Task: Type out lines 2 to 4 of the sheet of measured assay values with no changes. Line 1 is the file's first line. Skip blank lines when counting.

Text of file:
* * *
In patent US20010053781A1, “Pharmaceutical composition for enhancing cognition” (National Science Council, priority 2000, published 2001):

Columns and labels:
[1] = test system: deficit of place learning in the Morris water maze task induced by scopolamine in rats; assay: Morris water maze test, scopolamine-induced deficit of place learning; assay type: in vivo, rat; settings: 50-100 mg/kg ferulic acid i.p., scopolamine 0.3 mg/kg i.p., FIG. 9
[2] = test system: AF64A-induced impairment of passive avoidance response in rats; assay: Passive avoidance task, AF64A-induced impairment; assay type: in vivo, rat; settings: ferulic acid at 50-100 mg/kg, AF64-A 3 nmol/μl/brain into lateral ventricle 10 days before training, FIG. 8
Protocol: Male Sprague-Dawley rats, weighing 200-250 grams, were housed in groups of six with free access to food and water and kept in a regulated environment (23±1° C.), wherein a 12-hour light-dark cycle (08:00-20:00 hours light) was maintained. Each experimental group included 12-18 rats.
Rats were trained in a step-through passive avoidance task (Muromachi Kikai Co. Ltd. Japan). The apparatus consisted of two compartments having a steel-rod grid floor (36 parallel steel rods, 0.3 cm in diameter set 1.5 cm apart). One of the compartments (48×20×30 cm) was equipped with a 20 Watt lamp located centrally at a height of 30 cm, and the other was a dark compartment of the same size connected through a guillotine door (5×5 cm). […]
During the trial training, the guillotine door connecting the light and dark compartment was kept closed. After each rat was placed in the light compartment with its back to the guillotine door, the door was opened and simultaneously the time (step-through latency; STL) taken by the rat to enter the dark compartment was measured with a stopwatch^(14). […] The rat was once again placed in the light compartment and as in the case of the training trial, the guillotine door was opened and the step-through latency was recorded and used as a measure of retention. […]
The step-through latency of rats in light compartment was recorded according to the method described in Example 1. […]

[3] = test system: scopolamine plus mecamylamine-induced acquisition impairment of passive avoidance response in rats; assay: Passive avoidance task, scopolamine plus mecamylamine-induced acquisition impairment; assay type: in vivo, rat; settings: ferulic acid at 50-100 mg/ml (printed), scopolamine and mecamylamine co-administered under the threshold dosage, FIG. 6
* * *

Columns and labels:
[1] = test system: deficit of place learning in the Morris water maze task induced by scopolamine in rats; assay: Morris water maze test, scopolamine-induced deficit of place learning; assay type: in vivo, rat; settings: 50-100 mg/kg ferulic acid i.p., scopolamine 0.3 mg/kg i.p., FIG. 9
[2] = test system: AF64A-induced impairment of passive avoidance response in rats; assay: Passive avoidance task, AF64A-induced impairment; assay type: in vivo, rat; settings: ferulic acid at 50-100 mg/kg, AF64-A 3 nmol/μl/brain into lateral ventricle 10 days before training, FIG. 8